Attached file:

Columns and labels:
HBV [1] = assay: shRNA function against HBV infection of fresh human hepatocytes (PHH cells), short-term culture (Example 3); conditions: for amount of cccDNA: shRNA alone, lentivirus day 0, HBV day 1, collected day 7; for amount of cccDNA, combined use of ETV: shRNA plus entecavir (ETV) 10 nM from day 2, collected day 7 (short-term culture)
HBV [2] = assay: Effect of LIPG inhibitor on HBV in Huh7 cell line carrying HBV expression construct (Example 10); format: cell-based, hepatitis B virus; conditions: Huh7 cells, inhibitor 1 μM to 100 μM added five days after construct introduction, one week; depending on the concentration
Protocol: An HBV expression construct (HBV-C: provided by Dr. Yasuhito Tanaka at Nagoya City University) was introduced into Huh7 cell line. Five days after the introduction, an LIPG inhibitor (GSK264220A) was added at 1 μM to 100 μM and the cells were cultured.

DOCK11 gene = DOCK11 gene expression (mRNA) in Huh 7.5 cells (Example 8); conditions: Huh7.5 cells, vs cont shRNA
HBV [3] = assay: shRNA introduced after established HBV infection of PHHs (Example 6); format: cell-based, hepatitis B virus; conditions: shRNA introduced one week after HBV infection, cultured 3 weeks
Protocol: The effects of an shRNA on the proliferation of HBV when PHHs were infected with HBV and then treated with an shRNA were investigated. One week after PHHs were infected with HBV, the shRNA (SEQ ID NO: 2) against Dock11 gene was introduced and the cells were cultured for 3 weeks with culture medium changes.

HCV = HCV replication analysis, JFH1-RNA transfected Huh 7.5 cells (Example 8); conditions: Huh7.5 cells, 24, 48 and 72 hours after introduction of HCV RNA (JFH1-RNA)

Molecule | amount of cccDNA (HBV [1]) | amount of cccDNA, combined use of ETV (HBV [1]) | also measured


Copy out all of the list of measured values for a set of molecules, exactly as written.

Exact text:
Columns and labels:
HBV [1] = assay: shRNA function against HBV infection of fresh human hepatocytes (PHH cells), short-term culture (Example 3); conditions: for amount of cccDNA: shRNA alone, lentivirus day 0, HBV day 1, collected day 7; for amount of cccDNA, combined use of ETV: shRNA plus entecavir (ETV) 10 nM from day 2, collected day 7 (short-term culture)
HBV [2] = assay: Effect of LIPG inhibitor on HBV in Huh7 cell line carrying HBV expression construct (Example 10); format: cell-based, hepatitis B virus; conditions: Huh7 cells, inhibitor 1 μM to 100 μM added five days after construct introduction, one week; depending on the concentration
Protocol: An HBV expression construct (HBV-C: provided by Dr. Yasuhito Tanaka at Nagoya City University) was introduced into Huh7 cell line. Five days after the introduction, an LIPG inhibitor (GSK264220A) was added at 1 μM to 100 μM and the cells were cultured.

DOCK11 gene = DOCK11 gene expression (mRNA) in Huh 7.5 cells (Example 8); conditions: Huh7.5 cells, vs cont shRNA
HBV [3] = assay: shRNA introduced after established HBV infection of PHHs (Example 6); format: cell-based, hepatitis B virus; conditions: shRNA introduced one week after HBV infection, cultured 3 weeks
Protocol: The effects of an shRNA on the proliferation of HBV when PHHs were infected with HBV and then treated with an shRNA were investigated. One week after PHHs were infected with HBV, the shRNA (SEQ ID NO: 2) against Dock11 gene was introduced and the cells were cultured for 3 weeks with culture medium changes.

HCV = HCV replication analysis, JFH1-RNA transfected Huh 7.5 cells (Example 8); conditions: Huh7.5 cells, 24, 48 and 72 hours after introduction of HCV RNA (JFH1-RNA)

Molecule | amount of cccDNA (HBV [1]) | amount of cccDNA, combined use of ETV (HBV [1]) | also measured